• Hundreds of schools have banned pork – sausages and bacon – and switched to halal only meat for meals even where Muslims are in the minority.
  • Dinner ladies in hundreds of schools are expected to serve halal meat to primary and secondary school age pupils every day of the week whether they are Muslim or not.
  • The driving force appears to be cost because it is far easier and cheaper to have a single source of halal meat for everyone, rather than having to provide a segregated menu.
  • In most cases the halal meat served in schools will come from animals that have been pre-stunned before slaughter, which welfare experts say is the minimum required to minimise suffering.
  • The concern among non-Muslim parents is that it is not clear which schools are using halal only meat. Separately, a move to halal only meat means children have no choice but to eat it or switch to a vegetarian option.
  • This is a particular worry for the Sikh community who refuse to eat halal meat on religious grounds.
  • A spokesman for the Sikh Council UK said: ‘We are concerned that many schools, councils and other public sector bodies and their caterers are effectively allowed to deceive the public by providing halal meat without declaring it as such.

It is my opinion that should a child have specific dietary requirements that are contrary to those already in place, that they have the vegetarian option which is usually available and eat meat prepared in their own homes. And if the percentage of children requiring halal meat is significantly more than those children who do not, then the parents should be informed and there should be a choice of meats used. And the education authorities should swallow any additional cost.

Some countries have determined that the best way to deal with this issue is to take the stance ‘My house, my rules‘ and ‘If you Don’t Like it.. there is the door.’

And that is the direction I feel the UK is moving towards as the population begins to feel that they are the ones who are expected to change to accommodate new residents.  Especially when they recognise that some of their own established customs have been suspended in case they might offend others. This does not encourage integration or a balanced view of immigration policies.

And sometimes the loudest critics are those from your own country, and as an example of this, a couple of years ago I was taken to task for running a series called Sally’s Christmas Grotto. I was called out in a public comment and admonished for using the term Christmas as it excluded those who are non-Christian.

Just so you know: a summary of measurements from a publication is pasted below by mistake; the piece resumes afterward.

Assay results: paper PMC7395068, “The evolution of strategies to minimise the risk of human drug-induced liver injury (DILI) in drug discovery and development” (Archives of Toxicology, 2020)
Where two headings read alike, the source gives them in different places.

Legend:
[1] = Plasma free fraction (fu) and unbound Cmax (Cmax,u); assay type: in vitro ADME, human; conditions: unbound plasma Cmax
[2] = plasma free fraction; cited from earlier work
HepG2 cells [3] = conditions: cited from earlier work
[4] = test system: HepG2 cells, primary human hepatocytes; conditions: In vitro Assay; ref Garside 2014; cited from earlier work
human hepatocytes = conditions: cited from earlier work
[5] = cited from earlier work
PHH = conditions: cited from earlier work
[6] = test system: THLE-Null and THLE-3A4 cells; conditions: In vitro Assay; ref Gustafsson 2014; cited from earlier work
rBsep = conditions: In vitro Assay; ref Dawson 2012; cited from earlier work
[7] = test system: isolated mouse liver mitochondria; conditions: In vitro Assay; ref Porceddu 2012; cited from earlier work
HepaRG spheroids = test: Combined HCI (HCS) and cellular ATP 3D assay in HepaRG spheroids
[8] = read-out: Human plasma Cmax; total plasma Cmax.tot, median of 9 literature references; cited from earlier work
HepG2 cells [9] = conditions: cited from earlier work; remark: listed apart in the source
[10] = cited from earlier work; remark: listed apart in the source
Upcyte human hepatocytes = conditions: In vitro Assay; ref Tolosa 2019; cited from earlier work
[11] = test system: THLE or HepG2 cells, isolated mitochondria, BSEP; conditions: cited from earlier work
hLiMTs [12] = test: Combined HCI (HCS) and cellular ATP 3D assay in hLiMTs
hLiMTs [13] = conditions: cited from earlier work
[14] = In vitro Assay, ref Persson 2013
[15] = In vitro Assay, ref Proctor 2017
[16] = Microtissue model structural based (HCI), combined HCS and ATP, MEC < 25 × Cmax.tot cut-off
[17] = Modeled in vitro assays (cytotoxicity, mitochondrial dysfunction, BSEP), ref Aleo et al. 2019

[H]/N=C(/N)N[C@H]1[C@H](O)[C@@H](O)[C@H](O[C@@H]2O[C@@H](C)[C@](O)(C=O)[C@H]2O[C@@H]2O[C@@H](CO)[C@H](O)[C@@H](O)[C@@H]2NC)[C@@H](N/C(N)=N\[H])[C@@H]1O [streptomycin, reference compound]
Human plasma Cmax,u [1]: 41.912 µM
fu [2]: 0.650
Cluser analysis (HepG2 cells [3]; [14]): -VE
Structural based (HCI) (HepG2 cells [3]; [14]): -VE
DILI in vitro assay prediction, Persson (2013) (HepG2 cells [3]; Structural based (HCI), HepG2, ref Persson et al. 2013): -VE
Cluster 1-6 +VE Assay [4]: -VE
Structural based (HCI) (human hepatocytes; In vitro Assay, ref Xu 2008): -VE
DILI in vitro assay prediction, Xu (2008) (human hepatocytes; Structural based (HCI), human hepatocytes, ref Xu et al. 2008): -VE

Well, I am sorry but I have celebrated Christmas for 66 years and will continue to do so, and I would never demand that anybody else should change the name of their major religious observances to make sure I was not offended. I am sure that there would be a great deal of resistance to renaming all the other religious holidays at that time of year.

Mawlid el-Nabi — Islam
Solstice — Wicca/Pagan
Immaculate Conception — Catholic
Zarathosht Diso (Death of Prophet Zarathustra) — Zoroastrian
Rohatsu (Bodhi Day) — Buddhist

I have enjoyed many a Christmas with friends of other faiths, who in turn have invited me to join them during their own festivals. We need to maintain our identity however cosmopolitan our society, and sharing each other’s culture is an enriching experience, forcing that culture upon someone however is not.

Our multi-cultural society is only going to increase year on year, and we have to find a way to co-exist, respect each others customs and beliefs and celebrate them together where appropriate.

©sallycronin The R’s of Life

You can find the other chapters in the series in this directory… and your feedback is always welcome:

Next time  Rights and our Personal Freedoms.

Something to Think About – The R’s of Life – Survival in a Modern World – Our Rights – Part One – Sally Cronin

When I was revisiting these posts from two years ago, it occurred to me that I was ranting a bit…. well more than a bit. What also struck me is that what I thought was bad then is even worse now. The collective thinking and consideration for each other is clearly not newsworthy, and whilst I know that the majority of people work hard, take responsibility for their lives, health, children, income, housing, education, old age care, pay taxes, and contribute to the community, there are a lot more people today who feel that they have a right to leech off that sector of the comminity than ever before.